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Year : 2022  |  Volume : 17  |  Issue : 6  |  Page : 1172-1182

Promoting axon regeneration in the central nervous system by increasing PI3-kinase signaling

John van Geest Center for Brain Repair, Department of Clinical Neurosciences, University of Cambridge, Cambridge, UK

Correspondence Address:
Richard Eva
John van Geest Center for Brain Repair, Department of Clinical Neurosciences, University of Cambridge, Cambridge
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Source of Support: This work was funded by the Medical Research Council (MR/R004544/1, MR/R004463/1, to RE), EU ERA-NET NEURON (AxonRepair grant, to BN), Fight for Sight (5119/5120, and 5065-5066, to RE), and National Eye Research Centre (to RE), Conflict of Interest: None

DOI: 10.4103/1673-5374.327324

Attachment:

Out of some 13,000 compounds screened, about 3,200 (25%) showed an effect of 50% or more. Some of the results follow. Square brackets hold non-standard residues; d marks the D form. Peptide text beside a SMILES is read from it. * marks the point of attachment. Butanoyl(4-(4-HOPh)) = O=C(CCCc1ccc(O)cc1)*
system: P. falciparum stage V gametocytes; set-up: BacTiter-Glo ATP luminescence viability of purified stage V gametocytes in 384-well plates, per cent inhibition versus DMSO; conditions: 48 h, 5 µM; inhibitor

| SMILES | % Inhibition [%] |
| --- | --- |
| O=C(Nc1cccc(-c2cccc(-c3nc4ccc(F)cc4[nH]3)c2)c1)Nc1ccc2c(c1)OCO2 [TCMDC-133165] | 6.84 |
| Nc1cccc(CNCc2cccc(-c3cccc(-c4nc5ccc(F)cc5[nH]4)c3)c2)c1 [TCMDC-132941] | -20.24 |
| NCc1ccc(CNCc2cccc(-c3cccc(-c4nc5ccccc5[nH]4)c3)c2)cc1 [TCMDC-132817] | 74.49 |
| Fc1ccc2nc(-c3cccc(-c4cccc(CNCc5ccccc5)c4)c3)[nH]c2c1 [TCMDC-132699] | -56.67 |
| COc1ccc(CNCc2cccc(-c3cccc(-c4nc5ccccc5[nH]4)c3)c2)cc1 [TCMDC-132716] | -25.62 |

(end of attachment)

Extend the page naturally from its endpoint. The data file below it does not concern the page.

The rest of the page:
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Much research has focused on the PI3-kinase and PTEN signaling pathway with the aim to stimulate repair of the injured central nervous system. Axons in the central nervous system fail to regenerate, meaning that injuries or diseases that cause loss of axonal connectivity have life-changing consequences. In 2008, genetic deletion of PTEN was identified as a means of stimulating robust regeneration in the optic nerve. PTEN is a phosphatase that opposes the actions of PI3-kinase, a family of enzymes that function to generate the membrane phospholipid PIP3 from PIP2 (phosphatidylinositol (3,4,5)-trisphosphate from phosphatidylinositol (4,5)-bisphosphate). Deletion of PTEN therefore allows elevated signaling downstream of PI3-kinase, and was initially demonstrated to promote axon regeneration by signaling through mTOR. More recently, additional mechanisms have been identified that contribute to the neuron-intrinsic control of regenerative ability. This review describes neuronal signaling pathways downstream of PI3-kinase and PIP3, and considers them in relation to both developmental and regenerative axon growth. We briefly discuss the key neuron-intrinsic mechanisms that govern regenerative ability, and describe how these are affected by signaling through PI3-kinase. We highlight the recent finding of a developmental decline in the generation of PIP3 as a key reason for regenerative failure, and summarize the studies that target an increase in signaling downstream of PI3-kinase to facilitate regeneration in the adult central nervous system. Finally, we discuss obstacles that remain to be overcome in order to generate a robust strategy for repairing the injured central nervous system through manipulation of PI3-kinase signaling.

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